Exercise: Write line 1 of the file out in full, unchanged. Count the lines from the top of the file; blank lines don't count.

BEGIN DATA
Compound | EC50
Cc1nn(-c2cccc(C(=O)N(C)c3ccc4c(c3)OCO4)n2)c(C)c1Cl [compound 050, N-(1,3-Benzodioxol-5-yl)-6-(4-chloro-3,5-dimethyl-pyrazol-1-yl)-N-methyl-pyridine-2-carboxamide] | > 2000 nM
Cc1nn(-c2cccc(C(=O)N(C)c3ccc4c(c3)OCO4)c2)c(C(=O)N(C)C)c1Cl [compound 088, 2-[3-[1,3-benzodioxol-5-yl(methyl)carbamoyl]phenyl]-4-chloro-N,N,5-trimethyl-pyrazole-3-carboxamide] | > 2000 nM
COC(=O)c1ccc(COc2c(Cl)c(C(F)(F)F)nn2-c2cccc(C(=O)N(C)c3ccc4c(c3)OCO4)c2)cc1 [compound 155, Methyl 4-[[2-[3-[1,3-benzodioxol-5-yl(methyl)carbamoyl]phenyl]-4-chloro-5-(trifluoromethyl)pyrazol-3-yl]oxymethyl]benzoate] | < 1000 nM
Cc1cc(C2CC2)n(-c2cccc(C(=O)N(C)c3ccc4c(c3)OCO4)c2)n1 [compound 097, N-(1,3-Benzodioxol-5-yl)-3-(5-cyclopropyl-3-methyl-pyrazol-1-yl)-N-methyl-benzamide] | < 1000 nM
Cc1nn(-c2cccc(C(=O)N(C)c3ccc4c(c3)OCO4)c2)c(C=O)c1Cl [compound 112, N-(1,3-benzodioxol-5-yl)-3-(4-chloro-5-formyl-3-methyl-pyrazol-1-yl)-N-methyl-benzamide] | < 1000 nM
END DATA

Compound | EC50